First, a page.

Good schtuff. I heartily support your pronouncement that, “If you think you have something to offer the world (whether in the way of ideas, humor, scientific progress, or various Creative-with-a-capital-C endeavors (music, art, etc)), get to work and don’t let it stay in your daydreams”. I struggle with the antecedent* inner debate of, “Can I really contribute? Is my (TBD) work worthy of sharing?” But as you said, “You won’t know until you’ve put your hand to the plow” and, “Isn’t my own appraisal of my work worth something?”. I think so, and there’re one or two other reasons I think are good for “keepin on truckin”. (1) If you do anything that anyone likes, you’ve blessed a soul. Sometimes, it’s only your own soul, but typically, you’ll have a fan or two, even if it never reaches one or two million. (2) When a “creator” I am fond of produces (and never seeks to hide) work he/she has done that is in some sense mediocre, it frees me to say, “Well, if [Weezer, e.g.] can make crap, SO CAN I!!!” And (3) you could think of artistic/scientific/comedic production as instances of glorifying God, regardless of the recognition (or lack thereof) received. This one helps me to enjoy the various interests I have, regardless of my relative ability. For instance, I enjoy watching on YouTube PBS’s SpaceTime, all about the most fun/intriguing aspects of (astro-, quantum, or space-travel) physics, though I know I’ll never be able to contribute to this field. If sit down with a tough (for me) section of a physics textbook my engineer-father has lying around, with one perspective I could say, “Vanity of vanities, all is vanity and a chasing after the wind”, but with another perspective I could say, “I’m thinking God’s thoughts after he guy who thought God’s thoughts after Him”, and this makes the ephemeral act of lil ole me understanding an elegant law of the universe become a worshipful act of The Great Physicist, and so the pedestrian becomes sacred. I like the verse, “To the unclean all is unclean”, and more so the converse. To the nihilist, everything is meaningless. To the believer, everything (well, lots o things at least) is meaningful. So to alter the example, suppose I am learning a beautiful Bach piece on my guitar. I’m no Bach. I most likely can’t ever create original music with the genius that he possessed. And so with a worldly attitude, I could become despondent. But with a godly attitude, I could think, “God is the source of beauty and creativity, and man, made in the image of God, has created (discovered?) beauteous music, and I am a man, who unlike other animals, can appreciate and bring forth this lovely thing called music, and I can ‘make tunes after the guy who made tunes after God’s tunes’”, and the act of practicing and playing great music becomes celebratory and appreciative rather than demoralizing and tedious. And if I gain the skill to create music like Bach’s, but my music is utterly derivative of Bach, I can remember that today’s generation of wildflowers is utterly derivative of the previous generation’s, yet, I try to “consider the lilies how they grow: they toil not, they spin not; and yet I say unto you, that Solomon in all his glory was not arrayed like one of these”.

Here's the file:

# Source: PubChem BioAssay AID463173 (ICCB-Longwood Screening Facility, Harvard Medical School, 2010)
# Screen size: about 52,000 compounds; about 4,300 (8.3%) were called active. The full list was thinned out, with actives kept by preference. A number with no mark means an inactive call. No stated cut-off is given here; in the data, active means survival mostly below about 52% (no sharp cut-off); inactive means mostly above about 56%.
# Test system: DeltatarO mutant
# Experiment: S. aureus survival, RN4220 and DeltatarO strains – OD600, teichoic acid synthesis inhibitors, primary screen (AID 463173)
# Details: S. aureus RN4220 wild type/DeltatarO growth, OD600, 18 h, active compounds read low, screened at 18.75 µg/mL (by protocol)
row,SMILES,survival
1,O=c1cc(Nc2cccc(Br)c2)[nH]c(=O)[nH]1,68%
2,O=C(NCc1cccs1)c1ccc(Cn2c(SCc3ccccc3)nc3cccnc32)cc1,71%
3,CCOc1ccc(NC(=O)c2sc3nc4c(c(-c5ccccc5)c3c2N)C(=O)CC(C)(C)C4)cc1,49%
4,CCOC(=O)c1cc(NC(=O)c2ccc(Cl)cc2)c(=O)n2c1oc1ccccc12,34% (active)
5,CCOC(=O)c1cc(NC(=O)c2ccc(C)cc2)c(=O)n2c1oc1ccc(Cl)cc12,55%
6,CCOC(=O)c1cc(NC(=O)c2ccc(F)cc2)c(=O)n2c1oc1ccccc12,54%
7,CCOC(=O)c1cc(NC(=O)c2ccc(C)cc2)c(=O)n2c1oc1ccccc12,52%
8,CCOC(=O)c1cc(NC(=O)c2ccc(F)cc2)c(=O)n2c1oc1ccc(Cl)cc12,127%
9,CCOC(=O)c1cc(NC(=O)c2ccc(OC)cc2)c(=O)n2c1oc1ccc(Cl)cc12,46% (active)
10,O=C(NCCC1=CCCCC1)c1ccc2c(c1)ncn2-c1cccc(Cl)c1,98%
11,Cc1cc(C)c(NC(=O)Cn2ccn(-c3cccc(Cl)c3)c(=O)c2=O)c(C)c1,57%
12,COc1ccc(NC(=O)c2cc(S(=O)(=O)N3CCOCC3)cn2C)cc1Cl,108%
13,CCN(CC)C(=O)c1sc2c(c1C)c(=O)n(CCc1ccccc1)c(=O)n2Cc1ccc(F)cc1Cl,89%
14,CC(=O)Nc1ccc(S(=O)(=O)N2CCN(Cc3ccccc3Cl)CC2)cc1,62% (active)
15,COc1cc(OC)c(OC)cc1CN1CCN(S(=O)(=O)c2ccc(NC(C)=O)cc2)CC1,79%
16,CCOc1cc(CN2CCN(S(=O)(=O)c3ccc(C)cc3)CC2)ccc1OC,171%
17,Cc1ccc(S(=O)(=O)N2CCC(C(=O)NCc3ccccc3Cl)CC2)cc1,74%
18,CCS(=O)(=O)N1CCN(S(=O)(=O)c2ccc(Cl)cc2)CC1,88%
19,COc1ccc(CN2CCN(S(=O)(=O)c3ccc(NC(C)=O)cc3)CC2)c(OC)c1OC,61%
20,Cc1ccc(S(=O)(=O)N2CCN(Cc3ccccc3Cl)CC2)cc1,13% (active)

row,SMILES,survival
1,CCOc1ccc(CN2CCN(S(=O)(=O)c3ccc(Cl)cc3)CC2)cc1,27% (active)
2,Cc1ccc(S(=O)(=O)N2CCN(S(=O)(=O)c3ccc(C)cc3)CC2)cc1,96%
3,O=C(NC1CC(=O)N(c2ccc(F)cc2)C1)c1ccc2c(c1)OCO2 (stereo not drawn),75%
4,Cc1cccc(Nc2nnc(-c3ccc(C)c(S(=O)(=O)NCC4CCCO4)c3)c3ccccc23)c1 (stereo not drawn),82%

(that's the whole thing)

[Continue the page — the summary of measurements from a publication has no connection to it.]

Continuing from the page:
I’m glad that you, one day, for no particular reason, decided to start a lil blog 🙂